You've just seen some examples of the why of template metaprogramming, and you've had a tiny glimpse of the how, but we haven't discussed when metaprogramming is appropriate. However, we've touched on most of the relevant criteria for using template metaprogramming already. As a guideline, if any three of the following conditions apply to you, a metaprogrammed solution may be appropriate.
You want the code to be expressed in terms of the abstractions of the problem domain. For example, you might want a parser to be expressed by something that looks like a formal grammar rather than as tables full of numbers or as a collection of subroutines; you might want array math to be written using operator notation on matrix and vector objects rather than as loops over sequences of numbers.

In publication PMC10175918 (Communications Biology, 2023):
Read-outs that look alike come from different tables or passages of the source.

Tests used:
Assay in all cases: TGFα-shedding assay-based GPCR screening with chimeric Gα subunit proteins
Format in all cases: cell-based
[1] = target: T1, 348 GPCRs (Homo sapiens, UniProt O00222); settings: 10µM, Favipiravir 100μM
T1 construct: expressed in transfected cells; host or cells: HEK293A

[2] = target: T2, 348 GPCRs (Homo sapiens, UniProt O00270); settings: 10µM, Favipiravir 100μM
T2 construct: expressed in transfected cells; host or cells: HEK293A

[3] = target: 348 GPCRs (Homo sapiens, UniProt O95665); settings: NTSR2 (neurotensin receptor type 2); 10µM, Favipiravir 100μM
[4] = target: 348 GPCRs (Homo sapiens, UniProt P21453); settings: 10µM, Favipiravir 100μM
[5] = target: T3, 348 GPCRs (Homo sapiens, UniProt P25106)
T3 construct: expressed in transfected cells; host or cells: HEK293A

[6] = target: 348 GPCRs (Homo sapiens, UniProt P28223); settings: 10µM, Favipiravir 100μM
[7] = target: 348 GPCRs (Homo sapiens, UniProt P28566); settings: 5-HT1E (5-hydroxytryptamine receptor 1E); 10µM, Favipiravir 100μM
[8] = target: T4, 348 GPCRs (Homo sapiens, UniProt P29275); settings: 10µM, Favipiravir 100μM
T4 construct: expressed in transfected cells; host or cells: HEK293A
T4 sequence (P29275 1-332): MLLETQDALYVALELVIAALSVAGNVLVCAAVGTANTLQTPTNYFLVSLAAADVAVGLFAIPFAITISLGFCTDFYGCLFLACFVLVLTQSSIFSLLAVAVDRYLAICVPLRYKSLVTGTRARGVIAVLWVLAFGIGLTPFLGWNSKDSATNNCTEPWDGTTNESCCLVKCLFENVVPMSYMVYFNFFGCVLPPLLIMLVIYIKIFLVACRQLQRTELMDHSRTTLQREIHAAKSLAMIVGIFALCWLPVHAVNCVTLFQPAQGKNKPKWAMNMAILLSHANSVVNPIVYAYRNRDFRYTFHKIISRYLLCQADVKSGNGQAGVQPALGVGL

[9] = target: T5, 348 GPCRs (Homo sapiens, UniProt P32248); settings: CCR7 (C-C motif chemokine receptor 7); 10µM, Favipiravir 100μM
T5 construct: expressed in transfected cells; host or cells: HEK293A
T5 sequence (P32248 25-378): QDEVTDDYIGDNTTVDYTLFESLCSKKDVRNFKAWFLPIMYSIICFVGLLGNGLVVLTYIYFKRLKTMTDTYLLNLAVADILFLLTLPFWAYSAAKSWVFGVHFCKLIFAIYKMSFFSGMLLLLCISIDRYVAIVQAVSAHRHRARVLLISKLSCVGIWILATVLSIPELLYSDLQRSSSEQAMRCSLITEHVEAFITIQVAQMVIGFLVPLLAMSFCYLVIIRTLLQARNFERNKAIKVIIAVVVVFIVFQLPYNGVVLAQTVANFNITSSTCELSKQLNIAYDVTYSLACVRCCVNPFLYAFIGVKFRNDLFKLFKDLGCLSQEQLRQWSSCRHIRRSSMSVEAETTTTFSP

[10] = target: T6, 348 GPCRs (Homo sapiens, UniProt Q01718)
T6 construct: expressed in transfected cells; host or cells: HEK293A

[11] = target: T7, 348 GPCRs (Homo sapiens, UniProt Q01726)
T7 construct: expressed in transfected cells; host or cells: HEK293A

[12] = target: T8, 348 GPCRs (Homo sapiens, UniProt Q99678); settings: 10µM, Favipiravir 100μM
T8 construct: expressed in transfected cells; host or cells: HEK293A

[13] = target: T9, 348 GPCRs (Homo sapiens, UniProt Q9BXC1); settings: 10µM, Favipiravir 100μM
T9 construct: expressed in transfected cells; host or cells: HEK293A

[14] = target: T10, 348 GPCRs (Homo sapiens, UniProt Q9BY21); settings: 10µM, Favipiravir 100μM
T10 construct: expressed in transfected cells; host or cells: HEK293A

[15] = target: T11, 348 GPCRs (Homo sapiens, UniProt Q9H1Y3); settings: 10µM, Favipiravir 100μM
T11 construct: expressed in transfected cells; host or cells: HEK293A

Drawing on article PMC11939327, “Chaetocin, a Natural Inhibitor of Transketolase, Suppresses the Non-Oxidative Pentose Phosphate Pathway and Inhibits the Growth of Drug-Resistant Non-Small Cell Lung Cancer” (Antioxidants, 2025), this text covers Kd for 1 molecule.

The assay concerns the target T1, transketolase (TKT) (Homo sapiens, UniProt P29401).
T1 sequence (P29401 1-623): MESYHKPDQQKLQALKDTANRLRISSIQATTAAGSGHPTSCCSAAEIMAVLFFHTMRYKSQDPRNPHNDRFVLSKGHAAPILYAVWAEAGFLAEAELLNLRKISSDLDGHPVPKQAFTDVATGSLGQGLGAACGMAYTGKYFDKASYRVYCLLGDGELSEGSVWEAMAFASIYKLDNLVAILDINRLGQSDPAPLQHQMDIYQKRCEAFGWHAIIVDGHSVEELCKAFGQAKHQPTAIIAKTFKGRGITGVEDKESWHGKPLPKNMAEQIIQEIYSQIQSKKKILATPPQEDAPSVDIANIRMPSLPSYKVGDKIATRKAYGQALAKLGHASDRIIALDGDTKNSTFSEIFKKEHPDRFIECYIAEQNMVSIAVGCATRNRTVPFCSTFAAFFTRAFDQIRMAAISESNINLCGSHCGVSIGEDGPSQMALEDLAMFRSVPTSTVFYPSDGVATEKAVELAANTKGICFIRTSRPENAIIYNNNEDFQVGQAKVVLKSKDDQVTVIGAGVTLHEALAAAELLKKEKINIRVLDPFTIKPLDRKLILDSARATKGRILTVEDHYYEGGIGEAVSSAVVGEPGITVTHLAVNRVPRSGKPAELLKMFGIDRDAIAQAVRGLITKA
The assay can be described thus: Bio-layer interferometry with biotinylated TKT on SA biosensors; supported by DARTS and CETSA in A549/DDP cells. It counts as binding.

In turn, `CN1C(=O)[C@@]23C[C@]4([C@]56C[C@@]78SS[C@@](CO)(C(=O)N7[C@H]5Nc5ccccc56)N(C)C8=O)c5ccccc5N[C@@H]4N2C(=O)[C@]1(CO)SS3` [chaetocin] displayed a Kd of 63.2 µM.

You would otherwise have to write a great deal of boilerplate implementation code.
You need to choose component implementations based on the properties of their type parameters.
You want to take advantage of valuable properties of generic programming in C++ such as static type checking and behavioral customization, without loss of efficiency.
You want to do it all within the C++ language, without an external tool or custom source code generator.